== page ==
Construction along Franklin Avenue is on schedule despite recent record rainfalls, says the city.
“Despite the rain we are on track with the Franklin construction,” stated communications and economic development officer Stephanie Vandeputte in an email Wednesday.
From detours to bumpy, pothole-filled rides, the NWT Construction Ltd-led project, which broke ground in late May, has caused headaches and congestion for commuters traveling along the city’s main artery.
A stretch of the busy roadway, between Forrest Drive and Gitzel Street, was closed to traffic for three weeks before reopening on June 23. But the reopened area only hosts limited traffic as road work continues, reduced to single lanes for north and southbound vehicles.
Adding to commuter chaos and traffic-induced tardiness, unusually wet weather of late has turned the construction zone into a muddy mess.
After Yellowknife was on the receiving end of a 32.6 millimetre walloping of rain on June 11 – dwarfing a same-day record set in 1998, according to Environment Canada – construction crews were forced to temporarily shut down northbound lanes for a few hours.
“ … the road eroded significantly with deep potholes developing,” stated Vandeputte.
But despite persistent downpours and the swamps they’ve left behind, uncooperative weather hasn’t put a damper on the construction’s completion timeline.
“Contractor crews are out working today (and other rainy days), and as far as we are aware the rain has had no impact on completion dates,” stated Vandeputte.
Vandeputte said the project is still expected to wrap up in October.
While that’s good news for Yellowknifers, drivers will still have to grin and bare reduced lanes and narrowed traffic on Franklin Avenue until completion.
Since construction began, speculation has swirled around the fate of medians – dotted with trees and greenery – that sit along Franklin between the Fire Hall and Gitzel Street.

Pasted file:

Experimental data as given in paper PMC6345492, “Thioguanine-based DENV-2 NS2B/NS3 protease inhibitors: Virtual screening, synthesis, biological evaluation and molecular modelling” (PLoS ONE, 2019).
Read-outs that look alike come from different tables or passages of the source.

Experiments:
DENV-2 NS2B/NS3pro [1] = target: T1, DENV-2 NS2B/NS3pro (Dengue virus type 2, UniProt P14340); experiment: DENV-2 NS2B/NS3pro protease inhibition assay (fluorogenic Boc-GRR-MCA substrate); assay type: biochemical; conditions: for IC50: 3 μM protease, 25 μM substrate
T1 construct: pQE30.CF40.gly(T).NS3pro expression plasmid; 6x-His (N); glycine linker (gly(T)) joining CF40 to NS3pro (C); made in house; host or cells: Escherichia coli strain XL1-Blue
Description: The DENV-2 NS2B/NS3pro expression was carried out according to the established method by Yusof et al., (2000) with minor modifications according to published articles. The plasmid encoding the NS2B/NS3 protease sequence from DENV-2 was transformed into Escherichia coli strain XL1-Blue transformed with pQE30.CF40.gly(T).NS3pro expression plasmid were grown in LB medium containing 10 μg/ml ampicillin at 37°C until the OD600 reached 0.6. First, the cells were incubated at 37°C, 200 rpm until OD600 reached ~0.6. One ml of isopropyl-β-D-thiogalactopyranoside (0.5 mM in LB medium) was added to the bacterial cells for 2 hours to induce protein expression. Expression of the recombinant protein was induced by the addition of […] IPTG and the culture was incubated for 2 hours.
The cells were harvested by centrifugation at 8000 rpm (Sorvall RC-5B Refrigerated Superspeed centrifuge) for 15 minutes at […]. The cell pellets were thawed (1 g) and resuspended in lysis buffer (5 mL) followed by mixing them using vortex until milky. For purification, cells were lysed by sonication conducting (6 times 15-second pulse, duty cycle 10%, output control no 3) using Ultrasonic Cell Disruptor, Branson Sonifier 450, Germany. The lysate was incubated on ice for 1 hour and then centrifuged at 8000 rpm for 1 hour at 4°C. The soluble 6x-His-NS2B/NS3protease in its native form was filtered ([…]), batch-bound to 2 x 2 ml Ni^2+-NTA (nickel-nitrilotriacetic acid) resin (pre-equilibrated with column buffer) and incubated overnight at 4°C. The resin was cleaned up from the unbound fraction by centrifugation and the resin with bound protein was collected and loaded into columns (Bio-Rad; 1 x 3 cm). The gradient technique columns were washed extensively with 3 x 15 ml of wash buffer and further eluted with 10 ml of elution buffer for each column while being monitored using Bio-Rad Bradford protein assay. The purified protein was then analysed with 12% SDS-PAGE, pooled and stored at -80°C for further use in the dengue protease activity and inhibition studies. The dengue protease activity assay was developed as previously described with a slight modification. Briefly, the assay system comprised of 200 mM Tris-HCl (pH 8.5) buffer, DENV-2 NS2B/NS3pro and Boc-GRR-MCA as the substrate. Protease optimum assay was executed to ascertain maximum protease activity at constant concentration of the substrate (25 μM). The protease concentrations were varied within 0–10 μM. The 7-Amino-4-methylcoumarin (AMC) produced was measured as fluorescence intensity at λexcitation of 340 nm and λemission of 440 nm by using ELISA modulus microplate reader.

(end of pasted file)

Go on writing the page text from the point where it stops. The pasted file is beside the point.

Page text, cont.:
According to Vandeputte, the medians aren’t going anywhere, but will look a little different once construction is complete.
“The renewed road will still feature a median. The existing median will be narrowed, allowing for two lanes in either direction and a new three metre-wide multi-use path,” stated Vandeputte.
One median near the fire hall has already been torn up, but will be reshaped to smaller size to make room for the new lanes and the multi-use path.
The path or extended sidewalk, set to run from Old Airport Road to Gitzel Street, will “allow for all modes of active transportation,” including bikers, pedestrians and strollers, stated Vandeputte.
Any existing trees situated along the median will be uprooted to make way for the new arrivals, but Vandeputte said the loss of green space won’t be permanent. The city is mulling what types of plants to refill the medians with once construction has wrapped up.
There are two separate construction projects currently underway in the Franklin Avenue area. The first dubbed, “Franklin Avenue Phase 1 a& 2,” resulted in the three-week long road closure on Franklin, with crews working to install a new sanitary sewage pipe which crosses from one side of the road to the other.
Ongoing asphalt resurfacing between Norseman Drive and Old Airport Road is a separate contract, but is a continuation of the paving on Franklin Avenue, according to the Vandeputte.
The undertakings are just some of the many construction projects set for the coming months, including paving plans for Finlayson Drive, Lamoureux Road and Calder Cresent.